It seems that every Civil War film – fiction or documentary – has the obligatory field hospital scene, where a surgeon uses a crude saw to amputate a limb, accompanied by the screams of the totally conscience
victim patient. That’s the fascination with museums of Civil War medicine. They’re houses of horror that operate year-round, not just around Halloween.
The field hospital for the Union at Antietam was at the Philip Pry farm, on the eastern edge of the battlefield. The farmhouse was built in 1844 as a home for Philip and Elizabeth Pry and their six (at the time of battle) children. Union Commander George McClellen co-opted it for his headquarters because it was built on a hill, overlooking the battlefield. There’s a wooden overlook next to the house, where we could view the battlefield in the same spot as General McClellan. All I saw were the tops of trees.
Along with being General McClellan’s headquarters, it also was headquarters for Union medical director, Jonathan Letterman. Dr. Letterman is credited with being the father of battlefield medicine and the house was, according to its website, “the birthplace of military and emergency medicine.” It served as a hospital for officers, while the barn was a field hospital for enlisted men.
The house is now the Pry House Field Hospital Museum, a satellite of National Museum of Civil War Medicine in Frederick, Maryland. There are exhibits on civil war medicine, on Pry house and family history (a Pry family member was there on Saturday, to answer questions about the family and house), and an operating room scene showing a doctor operating on Major General Joseph Hooker, who was shot in the foot at Antietam. The museum website says that the barn has displays on field hospitals, but it wasn’t open when we were there.
President Lincoln was at the house in October 1862, to visit Major General Israel Richardson, who was a patient there. A Halloween season ghost story: Richardson died in November, at the Pry House, in the room formerly occupied by the Pry children. After the Union moved out and the Prys returned to the house, the children refused to enter the room, citing…sighting…the ghost of General Richardson. It became storage.
The Prys sold the house in 1874 and it went through several owners before the NPS bought it in 1976 and restored it (mostly) to its 1862 state.
There’s a medicinal garden at the back of the house. The guy in charge of the garden, who says he knew nothing about gardens until he was made responsible for this one, blogs about it.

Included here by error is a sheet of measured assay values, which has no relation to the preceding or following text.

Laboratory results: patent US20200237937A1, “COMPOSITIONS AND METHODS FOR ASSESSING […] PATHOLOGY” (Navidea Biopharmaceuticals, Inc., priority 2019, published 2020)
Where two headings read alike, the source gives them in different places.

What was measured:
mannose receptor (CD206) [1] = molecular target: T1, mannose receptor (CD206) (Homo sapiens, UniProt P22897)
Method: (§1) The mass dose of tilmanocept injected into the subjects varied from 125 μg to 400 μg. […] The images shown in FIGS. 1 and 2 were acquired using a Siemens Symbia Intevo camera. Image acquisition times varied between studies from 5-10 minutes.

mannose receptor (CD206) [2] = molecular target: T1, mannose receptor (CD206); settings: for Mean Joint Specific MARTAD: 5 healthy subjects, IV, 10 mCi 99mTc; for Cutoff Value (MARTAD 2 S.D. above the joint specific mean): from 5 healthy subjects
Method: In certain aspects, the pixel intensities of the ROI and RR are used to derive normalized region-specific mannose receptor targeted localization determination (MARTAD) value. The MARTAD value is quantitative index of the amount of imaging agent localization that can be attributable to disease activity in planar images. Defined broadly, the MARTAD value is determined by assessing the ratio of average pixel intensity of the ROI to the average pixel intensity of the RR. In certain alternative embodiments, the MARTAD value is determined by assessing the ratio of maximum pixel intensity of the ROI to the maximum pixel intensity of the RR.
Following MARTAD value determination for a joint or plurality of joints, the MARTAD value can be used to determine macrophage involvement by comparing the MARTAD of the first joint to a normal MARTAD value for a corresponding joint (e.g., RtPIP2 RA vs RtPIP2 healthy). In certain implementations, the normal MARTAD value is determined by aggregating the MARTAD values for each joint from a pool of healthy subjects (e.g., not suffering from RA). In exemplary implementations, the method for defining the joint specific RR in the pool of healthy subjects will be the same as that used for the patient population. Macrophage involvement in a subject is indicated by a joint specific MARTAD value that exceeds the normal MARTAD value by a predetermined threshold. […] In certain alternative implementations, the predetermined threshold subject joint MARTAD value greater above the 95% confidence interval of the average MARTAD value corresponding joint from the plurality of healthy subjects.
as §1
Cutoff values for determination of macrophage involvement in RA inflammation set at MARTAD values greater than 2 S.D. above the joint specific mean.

From the hospital, it seems natural to move on to the Antietam Battlefield National Cemetery, as many patients did. It’s just a couple of miles down the road.
Originally, the dead from the Antietam battlefield were buried where they fell, most anonymously, in mass graves. Seven hundred men were buried on the Roulette farm, near the Visitor Center.
In 1865, the state of Maryland bought 11 acres on which to establish a cemetery. In the beginning, the plan was that it would hold both Union and Confederate soldiers. But both sides were having none of that, so it turned into a Union cemetery, with the Confederates scattered amongst other graveyards nearby.
Before they could bury the Antietam dead at the cemetery, they had to find and disinter them from their original graves, and identify them. That took about two years. The cemetery was dedicated by President Andrew Johnson on September 17, 1867. Ten years later, it was bought from Maryland by the federal government.
The center of the cemetery is dominated by a granite statue of a Union infantryman. Officially called “Private Soldier” and nicknamed “Old Simon,” he was designed in Connecticut, sculpted in Rhode Island, and exhibited in Philadelphia, before making his way to Sharpsburg and dedicated on September 17, 1880.
This is the memorial for the 20th New York volunteer infantry, made up mostly of German immigrants. The German translates to: “Erected in memory of our fallen comrades by the survivors of the regt.” It says the same thing on the other side, in English. Their motto was “Bhan Frei,” German for “Clear the way.” Which must have been a common Civil War motto, because the Irish Brigade used “fág an bealach,” also “Clear the way.”
There are 4776 Union remains from the battles of the Maryland campaign buried at the Antietam national cemetery, 38% of which are unidentified. There also are about 200 non-Civil War dead buried there – veterans from wars between the Civil War and Korea, and their wives. The cemetery was closed in 1953. Exceptions have been made, most notably in 2000 for the burial of a local U.S. Navy seaman who died in the attack on the U.S.S. Cole, and for four Civil War soldiers whose bodies were found near Bloody Lane in 1988.
The small stones are markers for graves of the unknown. And the six regular gravestones off by themselves in the upper right hand corner of the picture above: the segregated graves of African-American soldiers from WWI.
In a circle around Old Simon are tablets featuring verses of the poem Bivouc of the Dead, written by Theodore O’Hara in honor of his fellow Kentucky soldiers who died in the Mexican American war. It became popular after the Civil War and appears at many Civil War cemeteries. The first verse is this:
The muffled drum’s sad roll has beat the soldiers last tattoo.
No more on life’s parade shall meet that brave and fallen few.
On fames eternal camping ground their silent tents are spread,
and glory guards with solemn round the bivouc of the dead.